Networks in Telecommunications: Economics and Law

Networks, the Internet, and Cloud Computing and Networks and Infrastructure

Article Snapshot


Daniel Spulber and Christopher Yoo


Cambridge University Press, June 2009


This book surveys the law and economics of communications networks.

Policy Relevance

Most traditional approaches to regulation for communications networks are outdated. New theories should emphasize the growth of competition and markets.

Main Points

  • Communications networks have grown in economic importance, while the configuration of networks, their design, pricing, and costs has changed drastically with technology.
    • Graph theory can be used to diagram the complex operation of networks.

  • Over time, regulation of networks has shifted from rate regulation, which controlled the prices that networks charged consumers, to access regulation, which controls the terms on which networks deal with competitors.

  • Traditional regulation was supported by four outdated concerns. These are natural monopoly, network effects, vertical integration, and fear of “ruinous competition.”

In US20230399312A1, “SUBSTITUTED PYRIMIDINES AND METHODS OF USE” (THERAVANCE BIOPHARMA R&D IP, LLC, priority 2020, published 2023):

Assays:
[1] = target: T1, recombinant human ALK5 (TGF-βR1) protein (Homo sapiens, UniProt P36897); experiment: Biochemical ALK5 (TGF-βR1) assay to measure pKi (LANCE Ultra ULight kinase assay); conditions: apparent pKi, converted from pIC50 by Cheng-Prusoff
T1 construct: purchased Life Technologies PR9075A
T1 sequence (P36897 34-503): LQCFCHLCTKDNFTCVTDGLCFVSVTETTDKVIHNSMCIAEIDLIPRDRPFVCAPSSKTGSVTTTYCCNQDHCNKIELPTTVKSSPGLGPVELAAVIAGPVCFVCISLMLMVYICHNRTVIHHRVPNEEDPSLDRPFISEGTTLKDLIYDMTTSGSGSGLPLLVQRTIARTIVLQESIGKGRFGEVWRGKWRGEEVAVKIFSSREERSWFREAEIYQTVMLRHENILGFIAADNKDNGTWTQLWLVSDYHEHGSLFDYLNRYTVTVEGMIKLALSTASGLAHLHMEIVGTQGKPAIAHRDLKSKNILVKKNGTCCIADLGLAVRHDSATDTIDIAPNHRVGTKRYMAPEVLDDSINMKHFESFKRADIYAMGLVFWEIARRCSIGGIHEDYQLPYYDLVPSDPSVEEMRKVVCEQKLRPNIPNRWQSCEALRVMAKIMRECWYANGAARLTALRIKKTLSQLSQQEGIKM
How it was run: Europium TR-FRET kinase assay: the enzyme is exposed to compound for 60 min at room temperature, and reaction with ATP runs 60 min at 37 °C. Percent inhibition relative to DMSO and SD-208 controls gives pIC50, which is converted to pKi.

• New technology has changed network costs and economics, and sustained competition between firms of equal size will benefit consumers more than most traditional regulation.

  • Networks will often offer open access and/or interconnect with one another because of market forces. There are basically five types of ways that networks can offer users and other networks access to their services.

  • The constitution limits some regulatory controls on the prices that one network charges another networks.

  • Today, regulatory regimes for networks include:
    • The Telecommunications Act of 1996.
    • Antitrust policy.
    • Federal Communications Commission rulings on broadband.
    • Controversial proposals for network neutrality rules.

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